Blog : box-shaped house

Beautiful White Box-shaped House offers the good life

Beautiful White Box-shaped House offers the good life

It’s every house owner’s dream to live in a beautiful home, but it takes a special kind of concentration for an architect to create a house that’s both beautiful and great to live in. This box-shaped white house belonging to Mo and Thinan Nakaprasit fits the bill perfectly.

/// THAILAND ///
Story: Samutcha Viraporn /// Photographs: Sitthisak Namkham

Construction was delayed for 2 years for Assistant Professor Dr.Tonkao Panin and Tanakarn Mokkhasmita of Research Studio Panin to properly develop a plan to build the house around a tree.

White Box-shaped HouseWhite Box-shaped House

“Our old house had a high tai thun (lower open space) and a tree in the middle of the house,” explained Mo. “We loved that place, and it was something like this, but we wanted to change a few things. To have a carport in the tai thun, the house had to be raised a bit, and our first house plan had a half-courtyard, with the tree only partially surrounded.”

White Box-shaped House

Mo and Thinan had already seen results of Dr. Tonkao’s design work, which stresses using simple geometric shapes to bring out hidden character and warmth. Reading Dr. Tonkao’s work gave Mo further insights into his concept of utilizing proportions, a code to unlock the geometric secrets in his classic designs. Of course, security presented another architectural challenge.

White Box-shaped House

 

Having lived in a house with glass walls, more privacy and security were important to Mo and Thinan: they wanted more containment. Creating secure viewpoints for looking both out of and into the house posed a challenge for the architect. Solutions began with placement of a large tree as the central focus of the house. Every room looks in towards the tree and also has views monitoring entry and exit of visitors in front. People inside can hardly be seen from outside, and the addition of steel panels adds more security.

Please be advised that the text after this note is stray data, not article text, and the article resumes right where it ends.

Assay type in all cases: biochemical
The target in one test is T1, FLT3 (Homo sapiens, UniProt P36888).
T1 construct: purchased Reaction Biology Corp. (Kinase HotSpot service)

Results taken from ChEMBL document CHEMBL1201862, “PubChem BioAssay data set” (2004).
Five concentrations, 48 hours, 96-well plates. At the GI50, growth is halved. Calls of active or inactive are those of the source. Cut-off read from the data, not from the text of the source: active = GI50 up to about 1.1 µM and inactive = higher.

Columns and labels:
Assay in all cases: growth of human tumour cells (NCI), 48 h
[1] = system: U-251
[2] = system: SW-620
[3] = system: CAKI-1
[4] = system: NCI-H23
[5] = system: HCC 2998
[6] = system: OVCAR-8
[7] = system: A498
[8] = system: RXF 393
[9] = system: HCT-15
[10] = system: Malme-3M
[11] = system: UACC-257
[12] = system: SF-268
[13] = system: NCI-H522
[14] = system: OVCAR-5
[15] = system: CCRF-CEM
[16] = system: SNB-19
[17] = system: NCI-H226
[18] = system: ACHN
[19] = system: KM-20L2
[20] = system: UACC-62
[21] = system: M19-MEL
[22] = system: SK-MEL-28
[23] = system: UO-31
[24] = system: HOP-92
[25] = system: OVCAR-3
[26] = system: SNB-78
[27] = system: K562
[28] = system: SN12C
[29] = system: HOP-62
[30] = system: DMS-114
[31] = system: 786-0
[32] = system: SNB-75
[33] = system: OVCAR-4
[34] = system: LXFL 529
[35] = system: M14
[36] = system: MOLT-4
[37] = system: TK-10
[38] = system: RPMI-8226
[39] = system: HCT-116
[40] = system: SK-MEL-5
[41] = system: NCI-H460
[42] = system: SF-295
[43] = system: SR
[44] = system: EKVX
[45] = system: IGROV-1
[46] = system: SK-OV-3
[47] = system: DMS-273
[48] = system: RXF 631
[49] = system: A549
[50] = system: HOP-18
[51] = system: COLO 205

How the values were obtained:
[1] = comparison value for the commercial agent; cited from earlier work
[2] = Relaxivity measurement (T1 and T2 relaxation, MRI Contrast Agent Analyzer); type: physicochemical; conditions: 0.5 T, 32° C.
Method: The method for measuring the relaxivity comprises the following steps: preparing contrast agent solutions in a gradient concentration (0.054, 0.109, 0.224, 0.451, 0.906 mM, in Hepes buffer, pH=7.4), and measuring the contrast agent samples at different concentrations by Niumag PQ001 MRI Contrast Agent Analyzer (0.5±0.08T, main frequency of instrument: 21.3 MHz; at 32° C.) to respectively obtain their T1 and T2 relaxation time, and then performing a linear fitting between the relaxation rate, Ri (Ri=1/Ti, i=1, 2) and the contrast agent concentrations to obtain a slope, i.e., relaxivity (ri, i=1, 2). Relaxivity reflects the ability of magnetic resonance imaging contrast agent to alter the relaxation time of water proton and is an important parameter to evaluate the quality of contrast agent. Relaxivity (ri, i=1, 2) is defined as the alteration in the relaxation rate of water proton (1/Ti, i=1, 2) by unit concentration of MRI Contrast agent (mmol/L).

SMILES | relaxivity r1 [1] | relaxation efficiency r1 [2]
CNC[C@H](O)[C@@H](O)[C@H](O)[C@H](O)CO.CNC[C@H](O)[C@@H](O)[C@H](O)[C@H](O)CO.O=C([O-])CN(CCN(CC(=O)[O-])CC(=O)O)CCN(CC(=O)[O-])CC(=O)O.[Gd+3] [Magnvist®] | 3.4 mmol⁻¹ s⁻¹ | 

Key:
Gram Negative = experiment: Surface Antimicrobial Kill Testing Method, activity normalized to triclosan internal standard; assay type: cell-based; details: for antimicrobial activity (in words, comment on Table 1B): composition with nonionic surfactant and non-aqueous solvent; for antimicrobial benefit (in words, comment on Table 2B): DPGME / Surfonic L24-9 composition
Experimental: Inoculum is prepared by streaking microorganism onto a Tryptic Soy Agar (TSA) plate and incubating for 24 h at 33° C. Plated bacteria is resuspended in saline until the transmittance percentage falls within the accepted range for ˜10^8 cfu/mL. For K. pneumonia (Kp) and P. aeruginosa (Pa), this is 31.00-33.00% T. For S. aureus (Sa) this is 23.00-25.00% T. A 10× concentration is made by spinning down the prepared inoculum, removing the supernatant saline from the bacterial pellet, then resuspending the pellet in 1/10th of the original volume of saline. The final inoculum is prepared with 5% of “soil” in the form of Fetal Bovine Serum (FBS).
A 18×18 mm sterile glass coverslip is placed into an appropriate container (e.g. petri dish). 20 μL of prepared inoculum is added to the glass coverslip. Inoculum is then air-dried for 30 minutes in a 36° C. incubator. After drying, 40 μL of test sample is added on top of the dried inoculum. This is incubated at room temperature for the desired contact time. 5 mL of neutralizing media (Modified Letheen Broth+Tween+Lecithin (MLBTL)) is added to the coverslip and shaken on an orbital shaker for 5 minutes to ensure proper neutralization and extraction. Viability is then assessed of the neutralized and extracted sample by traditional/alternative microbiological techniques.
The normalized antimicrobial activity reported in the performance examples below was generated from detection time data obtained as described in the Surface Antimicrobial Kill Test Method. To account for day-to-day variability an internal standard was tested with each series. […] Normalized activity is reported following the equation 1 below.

The steel security panels were originally designed to be of exmet (expanded metal), but Mo consulted with the architects and decided instead on perforated steel, adding a charming polka dot pattern to the latticework blocking off the long walkway behind the house by the canal.

White Box-shaped House

“Environmentally, this is a great location: water and mountains are behind us, so we need practically no gardening of our own,” explains Mo. Instead of being near the road, the house is set deep in the back of the .4-acre property. Besides the tree between buildings, the living room has a beautiful view of the natural forest on the other bank of the canal. For easy maintenance, he property is landscaped primarily with grass lawn or paved with stones and large rocks, which are used especially for the shady, peaceful tai thun space, which gets no sunlight.

White Box-shaped House White Box-shaped House White Box-shaped House

For movable furniture, Mo especially wanted to bring some Modernform “black Iceland” items from their old house, which required some expansion of the kitchen. Other furniture is mostly from IKEA, with light color tones and light, simple shapes.

White Box-shaped House White Box-shaped House White Box-shaped House White Box-shaped House

“The longer we’ve lived here, the more charm we’ve found in this house, its great functionality, and the open areas, the deck and the tai thun. This is a very special design. Completely separate from other benefits, just the view as we drive in lets us see past the buildings to the mountains, water, a panorama of nature. I love it.”

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In Nature’s Peaceful Embrace
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Minimal-style Boxlike House

Minimal-style Boxlike House

Box-shaped, minimalist, skillfully utilitarian, the interior is open and spacious:  everywhere is visible from everywhere else.

/// Thailand ///
Story: Patsiri Chotpongsun /// Photography: Tanakitt Khum-on /// Design: Mr.Somphon Sangkerd

This very cool-looking cubic house design really stands out in this more than thirty-year-old subdivision. Quiet, simple lines, authentic surfaces. Minimal decoration, just the few furniture pieces necessary.

“Since Mom is in the house more than anyone else, things are designed mainly for her walking around, in and out of the kitchen, dining room, and bedroom – which is on the ground floor for her convenience. Maintenance is easy: no cracks and crevices, simpler for an older person to work with,” Suphot Saengkeut, her youngest son, tells us.

To make the concept a reality, the Saengkeut family demolished and completely did away with the old house to build something entirely new on the 300-square-meter property. They made the kitchen spacious and, Thai-style, open to natural light and air flow, with primarily tile surfaces. In the front are storage cabinets with easy-to-clean surfaces of frosted glass, and vertically set boxes for electrical and water systems, accessible from the outside for maintenance and repair.